THE BATTLE OF CORINTH (Part 2 of 6)
IAXS Project #08
Copyright © 1996 held by author 3909 words
Note: The following is Part 2 of THE BATTLE OF CORINTH. We recommend that you read Part 1 first.
SUPPLY, LOGISTICS, AND POLITICAL ADMINISTRATION
THE POLITICAL SITUATION
 Xena's army for the Corinth campaign was organized in three wings: Left, Center, and Right. Each wing consisted of a division of infantry of varying size and approximately a brigade of cavalry. These wings were equipped and trained for independent operations. This kind of organization was not to be repeated until the 1790's when Napoleon created the Corps D'Armee system. These forces were used in exactly the same manner that Napoleon used his corps. The wings moved along whatever roads were available and kept within a half a days hard horse ride of each other thereby maintaining continuous support.
 This system, with its many variations, was so effective in Xena's use that it was often thought that Xena's army was a product of divine intervention. Time and again enemies would think that they had Xena's force at their mercy only to discover that what they had to their front was only a part of the army, and that a force far larger than their own lay across their line of communications. Xena was the inventor of "Hammer and Anvil" strategy. Again the "dishonorable" conduct of Xena's forces vastly increased her army's effectiveness. She would continue to hold her enemy's armies by the nose, and kick them in the behind throughout the remainder of her career.
 Xena's forces moved fast and their training and equipment reflected that fact. Heavy forces, while they did exist, were kept to a minimum. Celerity and surprise were to be the hallmarks of Xena's operational methods. Therefore she depended on light infantry and light cavalry to further her strategic aims. Both infantry and cavalry were divided into sword and missile armed forces both trained in each other's jobs to increase their tactical flexibility.
 The regular light infantry was armed with a relatively long iron sword and usually carried no shield. Additionally they carried a five foot long javelin that could be both thrown and used for thrusting work. The tips of these weapons were made of bronze, and should not be confused with the famous throwing spear of the Roman Legionary, the pilum. They wore armor that was heavier in some parts than the heavy infantry to compensate for the lack of a shield. Often this armor, which was mostly leather, would be supplemented by chain mail. Light infantrymen were also all expert swordsmen.
 The missile infantry, in addition to the sword, traded in their javelins for a relatively short recurved yew bow and a quiver of arrows. Additionally, all archers carried a small shield or buckler. Despite the fact that the archers were nowhere near as powerful as the much later English Longbowmen, they were effective enough to provide significant support for both attack and defense.
 Other accouterments, such as helmets, were kept to a minimum throughout the army --- primarily to save weight. Since the Army survived off the land for the most part negating the need for extensive baggage trains, incredible distances were often covered by Xena's light infantry. Forty mile per day forced marches were common and sixty mile marches were occasionally achieved.
 The cavalry was a far smaller arm, but a very important one. The relative lack of cavalry can be explained by the relative rarity of horses in Greece.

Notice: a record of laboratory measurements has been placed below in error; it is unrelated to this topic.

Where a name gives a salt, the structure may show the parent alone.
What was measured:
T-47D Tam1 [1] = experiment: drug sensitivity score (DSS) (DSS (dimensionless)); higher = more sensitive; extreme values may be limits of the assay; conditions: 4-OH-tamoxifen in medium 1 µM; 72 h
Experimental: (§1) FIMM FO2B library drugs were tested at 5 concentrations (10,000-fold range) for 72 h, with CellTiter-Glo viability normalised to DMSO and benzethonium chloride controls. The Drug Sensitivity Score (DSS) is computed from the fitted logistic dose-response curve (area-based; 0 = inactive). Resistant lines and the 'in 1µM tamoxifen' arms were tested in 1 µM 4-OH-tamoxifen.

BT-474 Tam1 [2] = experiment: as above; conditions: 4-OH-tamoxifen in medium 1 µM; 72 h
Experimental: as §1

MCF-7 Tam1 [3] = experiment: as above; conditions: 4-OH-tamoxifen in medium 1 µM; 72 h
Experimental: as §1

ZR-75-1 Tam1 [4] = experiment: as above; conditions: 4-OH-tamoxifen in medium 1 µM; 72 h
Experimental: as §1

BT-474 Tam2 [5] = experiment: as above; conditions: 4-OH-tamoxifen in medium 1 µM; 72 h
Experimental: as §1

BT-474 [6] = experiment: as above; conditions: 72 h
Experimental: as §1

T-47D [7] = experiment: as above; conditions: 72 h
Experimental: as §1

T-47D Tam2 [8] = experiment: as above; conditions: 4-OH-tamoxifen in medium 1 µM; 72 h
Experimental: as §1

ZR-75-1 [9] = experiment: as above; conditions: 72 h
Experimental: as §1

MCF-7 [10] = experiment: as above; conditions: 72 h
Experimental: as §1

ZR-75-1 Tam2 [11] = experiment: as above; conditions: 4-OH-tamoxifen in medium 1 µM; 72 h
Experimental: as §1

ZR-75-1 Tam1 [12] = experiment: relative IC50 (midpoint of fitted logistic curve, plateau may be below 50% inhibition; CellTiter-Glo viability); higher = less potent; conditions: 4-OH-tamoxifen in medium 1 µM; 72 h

Horses were primarily raised by the richest families in Greece for both social and practical grounds. Indeed until Xena had succeeded in taking most of the state of Thessaly, the horse rearing center of Greece, the cavalry were not significant as a combat arm. Most horsemen during that early period were confined to reconnaissance and security work. Once a significant number of horses and horsemen were acquired they were trained for shock as well as scouting and security. This was brought about because of the possession by Xena of the stirrup.
 The simple iron hook known as the stirrup allowed a mounted man to have much more leverage and stability in the saddle than those without it. This allowed a significant number of horsemen to be armed with lances, which was developed from the infantryman's javelin but much longer --- approximately fifteen feet.
 The lance armed cavalry would often charge through enemy infantrymen scattering them where the sword armed cavalry would ride them down and destroy what survived the initial charge. A third cavalry arm, much less numerous, were archers. Armed with the same short bow as the infantry, these horsemen were used to provide spot support to the cavalry at key points on the enemy's positions. To put this into a later historical context, in Napoleon's army these three Cavalry arms would be called Chasseurs A' Cheval, Lanceurs, and Grendiers A' Cheval.
 Yet a fourth mounted force existed but it doesn't fit into any of the categories listed above. This was the most prestigious force in Xena's army---The Immortals.
 The Immortals were a very small formation consisting of no more than a thousand men. Primarily they were Xena's personal guard. This force consisted of Xena's most valued troops. The members of this formation gained their position by long service (not all that common) or by showing conspicuous gallantry on the field. Many had achieved the precious "Squeeze" or night with Xena. Their training was unique for they were trained in all military skills and had great flexibility in the weapons that they carried. Indeed the skills of many of The Immortals rivaled that of Xena herself.